I've not explored Fidele's music much - he's been Arditi-fied - I expect he's a pretty solid composer in the old time classical music composer vein (i.e. proper scores, usual instruments, performers seated politely.)
Wovon man nicht sprechen kann, darüber muss man schweigen

Mandryka



https://tamrikokordzaia.bandcamp.com/album/sieben-sonnengesichter-klaus-lang

This is meditative music, sweet, harmonious and introspective, people who know other things by Klaus Lang will know what to expect. Sweet isn't quite the right word -- it's not like a box of chocolates, there's enough going on there rhythmically and harmonically to keep it interesting.  It can, for me, really touch the spot. From what I know of their tastes, TD may well like it, and milk. I certainly like it.

(NB there are sound problems on Spotify.)

There is, by the way, quite a bit of Klaus Lang's music on bandcamp, I didn't know

https://klauslang.bandcamp.com/
Wovon man nicht sprechen kann, darüber muss man schweigen

Mandryka

Quote from: Mandryka on May 03, 2021, 08:27:57 AM


This CD features quite a long and exploratory piece of music called Beginners Mind, I have to say that it's one of the more interesting examples of piano music I've ever heard, a systematic exploration of a range of styles. Ian Pace is in fine fettle for it, and well recorded too. Zimmermann is, I think, a good composer - in a Howard Skempton/Laurence Crane sort of way.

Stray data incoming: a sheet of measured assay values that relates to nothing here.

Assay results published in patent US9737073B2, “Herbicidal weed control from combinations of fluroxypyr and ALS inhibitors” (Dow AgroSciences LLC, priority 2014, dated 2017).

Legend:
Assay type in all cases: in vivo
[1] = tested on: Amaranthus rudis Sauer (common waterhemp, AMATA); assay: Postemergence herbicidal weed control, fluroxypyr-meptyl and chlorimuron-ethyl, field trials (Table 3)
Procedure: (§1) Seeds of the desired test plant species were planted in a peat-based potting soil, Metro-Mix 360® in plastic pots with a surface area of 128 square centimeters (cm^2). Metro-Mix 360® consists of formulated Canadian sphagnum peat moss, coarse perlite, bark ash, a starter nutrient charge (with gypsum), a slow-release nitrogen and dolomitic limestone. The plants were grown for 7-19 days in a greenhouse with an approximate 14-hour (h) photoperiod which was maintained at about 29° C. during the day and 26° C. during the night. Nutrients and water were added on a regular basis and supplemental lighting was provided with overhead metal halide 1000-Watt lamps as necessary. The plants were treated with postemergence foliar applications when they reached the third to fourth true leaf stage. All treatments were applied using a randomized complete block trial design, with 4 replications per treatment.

Booklet here

https://d2ajug1vehh95s.cloudfront.net/92057booklet.pdf
Wovon man nicht sprechen kann, darüber muss man schweigen

Mandryka

Gertrud Schneider and Thomas Bächli play quartertone duets. Just a wonderful little album of gorgeous rarities, words fail me for once, jaw has dropped to the floor, all the music simple and accessible and appealing. You'll find it streaming everywhere

Wovon man nicht sprechen kann, darüber muss man schweigen

Mandryka

Quote from: Mandryka on March 03, 2021, 12:09:26 AM
https://www.youtube.com/v/_Ncfn1_UkIQ